Although most birds do not seem to rely on chemical defense mechanisms, some species from the genus Pitohui and Ifrita in Papua New Guinea have been found to make use of toxins. These birds contain low amounts of batrachotoxins such as 37 in their skin and feathers. The birds are likely to sequester batrachotoxins from their food, because Melyrid beetles that are consumed by the birds have been recently identified as a rich source of these toxins. The occurrence of similar batrachotoxin-containing beetles in Colombian rain forests suggests that Phyllobates frogs also sequester the batrachotoxins. The amount of batrachotoxins, for example, 37 in Pitohui and Ifrita birds is sufficient to render them unpalatable for mammalian predators such as humans.
Birds often are victims of attack by bugs and ticks. Some birds have been observed to 'bath' in ant nests making use of ant secretions such as formic acid 2 to remove bugs. Interestingly, the analysis of volatile emissions from bird feathers of Aethia cristatella revealed the presence of aldehydes such as octanal and decanal which have been found to effectively repel and kill ticks.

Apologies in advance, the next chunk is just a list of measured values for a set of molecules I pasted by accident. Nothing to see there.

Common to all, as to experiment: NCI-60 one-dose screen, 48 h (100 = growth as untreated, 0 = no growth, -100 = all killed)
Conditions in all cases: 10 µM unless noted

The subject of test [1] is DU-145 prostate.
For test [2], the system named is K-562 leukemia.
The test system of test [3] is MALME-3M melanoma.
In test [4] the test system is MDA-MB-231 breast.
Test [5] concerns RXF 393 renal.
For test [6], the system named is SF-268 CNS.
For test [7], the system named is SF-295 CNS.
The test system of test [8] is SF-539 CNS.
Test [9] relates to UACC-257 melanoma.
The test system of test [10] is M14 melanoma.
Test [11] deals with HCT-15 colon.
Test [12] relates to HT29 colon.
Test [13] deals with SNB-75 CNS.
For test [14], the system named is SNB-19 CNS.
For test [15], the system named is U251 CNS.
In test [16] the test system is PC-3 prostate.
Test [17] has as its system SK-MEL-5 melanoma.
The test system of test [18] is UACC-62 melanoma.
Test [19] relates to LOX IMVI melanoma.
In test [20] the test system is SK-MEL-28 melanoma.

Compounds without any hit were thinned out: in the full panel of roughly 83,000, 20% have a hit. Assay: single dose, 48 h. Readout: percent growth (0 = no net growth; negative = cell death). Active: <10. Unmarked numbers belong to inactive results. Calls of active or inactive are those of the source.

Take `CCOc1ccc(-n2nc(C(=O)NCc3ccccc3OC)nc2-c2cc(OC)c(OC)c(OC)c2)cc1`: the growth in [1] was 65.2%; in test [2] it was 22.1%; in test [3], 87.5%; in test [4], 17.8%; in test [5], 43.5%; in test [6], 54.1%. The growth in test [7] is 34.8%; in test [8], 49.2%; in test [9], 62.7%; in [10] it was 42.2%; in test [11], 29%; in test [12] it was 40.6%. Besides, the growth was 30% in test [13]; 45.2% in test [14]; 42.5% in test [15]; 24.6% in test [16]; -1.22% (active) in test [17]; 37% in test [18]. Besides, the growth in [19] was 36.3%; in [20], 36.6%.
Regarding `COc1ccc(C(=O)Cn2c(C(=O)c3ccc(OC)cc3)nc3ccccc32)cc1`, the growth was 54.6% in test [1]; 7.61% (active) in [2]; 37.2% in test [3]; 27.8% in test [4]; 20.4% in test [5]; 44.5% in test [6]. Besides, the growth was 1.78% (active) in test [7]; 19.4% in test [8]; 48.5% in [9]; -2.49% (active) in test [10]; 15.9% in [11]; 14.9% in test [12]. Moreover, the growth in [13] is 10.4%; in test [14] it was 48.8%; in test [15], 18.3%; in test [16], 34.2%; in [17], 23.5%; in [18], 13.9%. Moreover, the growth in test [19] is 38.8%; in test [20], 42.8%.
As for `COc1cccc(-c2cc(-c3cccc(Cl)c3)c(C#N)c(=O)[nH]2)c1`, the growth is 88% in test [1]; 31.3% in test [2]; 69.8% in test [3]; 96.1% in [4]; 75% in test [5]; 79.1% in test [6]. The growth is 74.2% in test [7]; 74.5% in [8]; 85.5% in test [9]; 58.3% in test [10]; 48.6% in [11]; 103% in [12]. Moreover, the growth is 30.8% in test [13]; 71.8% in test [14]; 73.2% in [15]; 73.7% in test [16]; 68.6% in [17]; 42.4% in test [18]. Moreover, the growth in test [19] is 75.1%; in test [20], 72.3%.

Figure 10 (E)-2-Butene-1-thiol, one of the major components of the deterring odor of the skunk (Mephitis macroura).
antibodies that bind to the foreign molecular structures of the invading pathogen.
Interestingly, similar mechanisms to the mammalian innate immune system are now also being discussed for plants (see discussion on flagellin recognition in Plant Defense Strategies).
Yet, there are some mammals that use chemical defense strategies. For example, the skunk (Mephitis macroura) is famous for spraying extremely unpleasant volatiles from its anal gland when attacked. The compounds comprise a complex mixture of various mercaptanes such as (£)-2-butene-1-thiol 40 (Figure 10).
Was this article helpful?